New Whistleblower Law Empowers Federal Food Safety Employees | Civil Eats

New Whistleblower Law Empowers Federal Food Safety Employees

‘Tis the season for giving thanks, counting blessings and reflecting on the year past. While many Americans may not be aware, we can all now be grateful that on November 27, President Obama signed the Whistleblower Protection Enhancement Act (WPEA) into law, providing federal government employees with the power to speak the truth … which consequently gives all consumers the gift of safer eating.

How? Because now, more than 110,000 USDA and FDA employees enjoy solid whistleblower protections, and can feel more secure to speak up when they see something wrong with the food we eat.

Retaliation against truth-telling public servants is an all-too-common scenario, and has caused would-be whistleblowers to keep public health concerns to themselves for far too long. After 13 years of fighting for better protections (including previously losing this battle to an anonymous ‘secret hold’ by a Senator at the last minute in 2010), whistleblower advocates like my group, the Government Accountability Project (GAP) are ecstatic to see this positive step forward.

Before this legislation was enacted, loopholes made it nearly impossible for employees of conscience to escape retaliation or termination for doing what they thought was right – exposing problems in our food system. Now, when a person is not the first one to disclose the particular misconduct, or blows the whistle while carrying out job duties, or makes a disclosure to a supervisor (believe it or not, these were not covered before), s/he is protected against such retaliation. Check out a fuller list of protections here.

The effect of the law is real, and powerful. GAP’s Food Integrity Campaign (FIC) has worked with numerous federal whistleblowers in the past who witnessed threats to our food supply, and would have greatly benefited from these new protections. Just months ago, USDA inspectors sought GAP’s services to help them anonymously voice concerns that the agency’s proposed poultry inspection plan, known as HIMP, would (among other shocking effects) limit federal inspectors to one-third of a second to examine chicken or turkey carcasses, due to increased line speeds. These inspectors didn’t feel secure voicing their objections publicly, knowing they risked demotion or firing for crossing the USDA (Check out this ABC News interview that shadows one of the recent USDA whistleblowers, mafia-source style, to conceal their identity). The now-passed WPEA empowers such brave insiders.

Another key whistleblower who needed better legal safeguards was the late Dr. Dean Wyatt, a former GAP client and USDA public health veterinarian who exposed horrific inhumane handling at two different slaughterhouses. For speaking out, he faced harsh retaliation, including a transfer across the country. Now, veterinarians who face similar experiences have the legal backing in their favor.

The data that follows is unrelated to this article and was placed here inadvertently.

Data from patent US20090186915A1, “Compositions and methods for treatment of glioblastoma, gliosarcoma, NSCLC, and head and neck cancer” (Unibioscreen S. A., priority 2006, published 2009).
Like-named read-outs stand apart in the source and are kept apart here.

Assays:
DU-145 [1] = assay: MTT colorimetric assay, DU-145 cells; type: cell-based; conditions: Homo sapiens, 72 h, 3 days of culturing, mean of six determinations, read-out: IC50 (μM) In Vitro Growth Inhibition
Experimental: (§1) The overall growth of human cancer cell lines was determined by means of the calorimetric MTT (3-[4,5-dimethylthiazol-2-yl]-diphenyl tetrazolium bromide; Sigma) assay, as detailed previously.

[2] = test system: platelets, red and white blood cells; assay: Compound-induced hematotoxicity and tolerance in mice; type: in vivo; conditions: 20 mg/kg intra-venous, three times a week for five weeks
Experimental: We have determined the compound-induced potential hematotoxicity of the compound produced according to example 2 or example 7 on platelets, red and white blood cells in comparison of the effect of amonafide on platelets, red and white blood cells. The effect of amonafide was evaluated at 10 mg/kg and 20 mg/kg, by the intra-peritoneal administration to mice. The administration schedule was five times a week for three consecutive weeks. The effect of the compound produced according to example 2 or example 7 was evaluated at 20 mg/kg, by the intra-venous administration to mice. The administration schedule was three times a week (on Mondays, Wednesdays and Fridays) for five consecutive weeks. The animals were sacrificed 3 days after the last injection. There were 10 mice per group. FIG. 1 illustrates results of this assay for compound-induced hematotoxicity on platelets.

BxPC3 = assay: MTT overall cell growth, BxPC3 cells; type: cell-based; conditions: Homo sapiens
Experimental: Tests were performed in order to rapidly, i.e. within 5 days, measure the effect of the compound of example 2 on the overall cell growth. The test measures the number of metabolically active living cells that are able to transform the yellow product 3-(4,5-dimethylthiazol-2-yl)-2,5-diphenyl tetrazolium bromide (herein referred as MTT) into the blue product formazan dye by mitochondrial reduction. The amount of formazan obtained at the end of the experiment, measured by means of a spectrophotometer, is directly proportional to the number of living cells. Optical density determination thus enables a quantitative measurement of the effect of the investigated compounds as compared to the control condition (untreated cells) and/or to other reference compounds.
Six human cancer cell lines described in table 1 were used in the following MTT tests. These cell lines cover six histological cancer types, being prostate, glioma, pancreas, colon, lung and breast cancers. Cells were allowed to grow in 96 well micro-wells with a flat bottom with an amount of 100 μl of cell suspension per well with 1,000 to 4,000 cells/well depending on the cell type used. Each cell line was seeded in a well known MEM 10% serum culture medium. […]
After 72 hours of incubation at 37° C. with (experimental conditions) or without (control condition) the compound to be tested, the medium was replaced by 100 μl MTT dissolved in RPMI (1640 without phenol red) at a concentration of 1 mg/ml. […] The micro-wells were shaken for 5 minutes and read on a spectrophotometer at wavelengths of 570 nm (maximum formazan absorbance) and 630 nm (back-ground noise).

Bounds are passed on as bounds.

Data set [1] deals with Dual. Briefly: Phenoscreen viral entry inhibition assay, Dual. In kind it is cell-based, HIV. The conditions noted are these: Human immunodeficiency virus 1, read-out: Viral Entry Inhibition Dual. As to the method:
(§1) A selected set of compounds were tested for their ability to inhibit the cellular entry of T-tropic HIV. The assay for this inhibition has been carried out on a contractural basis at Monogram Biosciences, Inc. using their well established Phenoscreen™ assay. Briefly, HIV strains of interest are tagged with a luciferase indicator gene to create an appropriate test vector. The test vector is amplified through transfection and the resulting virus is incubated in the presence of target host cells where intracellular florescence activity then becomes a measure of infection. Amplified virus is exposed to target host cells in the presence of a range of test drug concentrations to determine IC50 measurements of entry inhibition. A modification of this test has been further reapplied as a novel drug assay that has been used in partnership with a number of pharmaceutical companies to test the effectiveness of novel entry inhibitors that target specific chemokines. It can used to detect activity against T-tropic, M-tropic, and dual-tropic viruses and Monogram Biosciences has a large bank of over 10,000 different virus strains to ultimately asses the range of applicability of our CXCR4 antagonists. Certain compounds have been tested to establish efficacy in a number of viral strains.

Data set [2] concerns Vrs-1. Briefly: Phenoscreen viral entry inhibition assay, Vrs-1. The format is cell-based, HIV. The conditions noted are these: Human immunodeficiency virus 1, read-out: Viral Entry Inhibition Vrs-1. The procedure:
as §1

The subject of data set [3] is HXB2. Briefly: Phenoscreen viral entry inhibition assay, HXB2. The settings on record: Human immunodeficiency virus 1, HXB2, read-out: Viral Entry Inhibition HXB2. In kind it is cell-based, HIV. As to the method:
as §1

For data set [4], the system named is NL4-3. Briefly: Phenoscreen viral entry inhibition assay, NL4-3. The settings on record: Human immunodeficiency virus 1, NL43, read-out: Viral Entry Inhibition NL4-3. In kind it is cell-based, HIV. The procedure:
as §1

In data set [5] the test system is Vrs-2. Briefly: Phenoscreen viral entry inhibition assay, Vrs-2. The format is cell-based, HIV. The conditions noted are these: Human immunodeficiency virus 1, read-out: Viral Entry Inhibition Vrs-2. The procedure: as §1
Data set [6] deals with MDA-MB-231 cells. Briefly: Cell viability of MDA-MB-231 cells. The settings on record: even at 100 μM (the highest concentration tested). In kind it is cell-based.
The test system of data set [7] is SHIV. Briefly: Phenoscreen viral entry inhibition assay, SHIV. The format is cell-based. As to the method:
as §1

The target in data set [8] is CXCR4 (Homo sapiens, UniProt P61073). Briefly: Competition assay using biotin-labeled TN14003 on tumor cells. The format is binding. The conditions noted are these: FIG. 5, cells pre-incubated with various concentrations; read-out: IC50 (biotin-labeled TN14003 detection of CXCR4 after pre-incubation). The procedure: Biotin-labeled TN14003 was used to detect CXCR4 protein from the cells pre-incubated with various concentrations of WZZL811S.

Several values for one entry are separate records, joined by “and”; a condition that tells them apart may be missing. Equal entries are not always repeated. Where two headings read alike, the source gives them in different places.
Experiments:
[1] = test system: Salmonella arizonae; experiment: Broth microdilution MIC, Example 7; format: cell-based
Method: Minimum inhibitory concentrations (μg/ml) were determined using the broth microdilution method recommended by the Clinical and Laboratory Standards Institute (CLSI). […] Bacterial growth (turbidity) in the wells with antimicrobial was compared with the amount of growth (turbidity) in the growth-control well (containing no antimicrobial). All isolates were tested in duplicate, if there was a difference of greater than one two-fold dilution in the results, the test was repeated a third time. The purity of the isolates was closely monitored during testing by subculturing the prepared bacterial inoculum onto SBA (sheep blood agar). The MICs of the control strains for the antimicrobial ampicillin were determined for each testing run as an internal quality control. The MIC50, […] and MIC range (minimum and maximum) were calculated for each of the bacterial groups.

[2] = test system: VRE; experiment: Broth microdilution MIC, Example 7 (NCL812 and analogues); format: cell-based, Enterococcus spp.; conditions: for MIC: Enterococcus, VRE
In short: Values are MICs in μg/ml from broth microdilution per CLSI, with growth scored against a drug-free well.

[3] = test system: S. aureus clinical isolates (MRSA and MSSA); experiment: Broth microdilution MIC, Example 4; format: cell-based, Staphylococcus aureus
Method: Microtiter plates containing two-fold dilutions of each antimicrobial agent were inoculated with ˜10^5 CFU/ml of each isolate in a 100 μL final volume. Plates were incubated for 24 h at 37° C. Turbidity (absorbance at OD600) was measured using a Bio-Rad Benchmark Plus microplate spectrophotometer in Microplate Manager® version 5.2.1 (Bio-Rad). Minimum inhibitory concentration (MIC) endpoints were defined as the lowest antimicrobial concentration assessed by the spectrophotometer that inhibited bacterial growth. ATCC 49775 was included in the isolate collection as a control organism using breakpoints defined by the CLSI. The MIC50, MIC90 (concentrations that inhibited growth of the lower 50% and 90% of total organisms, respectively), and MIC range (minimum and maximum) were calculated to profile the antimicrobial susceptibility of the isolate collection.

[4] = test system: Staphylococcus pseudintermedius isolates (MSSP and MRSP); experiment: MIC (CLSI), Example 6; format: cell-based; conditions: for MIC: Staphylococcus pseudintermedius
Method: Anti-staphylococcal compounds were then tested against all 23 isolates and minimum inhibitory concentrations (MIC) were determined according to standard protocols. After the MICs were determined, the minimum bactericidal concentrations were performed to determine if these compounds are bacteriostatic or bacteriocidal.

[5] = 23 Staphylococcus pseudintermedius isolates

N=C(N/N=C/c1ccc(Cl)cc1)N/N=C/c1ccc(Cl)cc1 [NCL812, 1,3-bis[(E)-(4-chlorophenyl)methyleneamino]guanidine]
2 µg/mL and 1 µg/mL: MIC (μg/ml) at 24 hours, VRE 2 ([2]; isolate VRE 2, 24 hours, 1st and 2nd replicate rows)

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The battle to empower all food workers is far from over. These new protections make a difference in thefederal sector. And corporate workers exposing problems with FDA-regulated products are covered, thanks to the 2011 Food Safety Modernization Act. However, a gaping hole in protections still exists – those for private industry workers who monitor USDA-regulated products like beef, poultry, and pork. That’s a huge chunk of our food supply that is vulnerable. FIC and others will be working to make those regulations a reality in the coming year.

But remember, for now, there’s much to be thankful for. Each step in improving protections for brave truth-tellers is a step toward better accountability and transparency in our convoluted food system. Let’s keep this momentum going.

An earlier version of this story appeared here.

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Sarah Damian is New Media Associate for the Government Accountability Project, the nation's leading whistleblower protection and advocacy organization. Read more >

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  1. C Karen Stopford
    I would be very careful before leaping for joy on this one. Obama, as you well know, has the worst track record of any President regarding whistleblowing - more prosecutions than all other Presidents before him combined - and this may be a way to "out" the troublemakers and get them away from sources of information before more "damage" is done. I am sure Ms. Radack's experience, or that of Tom Drake, Bradley Manning, William Binney, Julian Assange and others are well aware, blowing the whistle can cost you your future earning potential, your reputation, your freedom, and possibly your life. I would rather skip the "formal channels" that allowed the problem to happen anyway, and go straight to Wikileaks or an alternative media outlet like DemocracyNow! or Firedoglake and get the information out that way.

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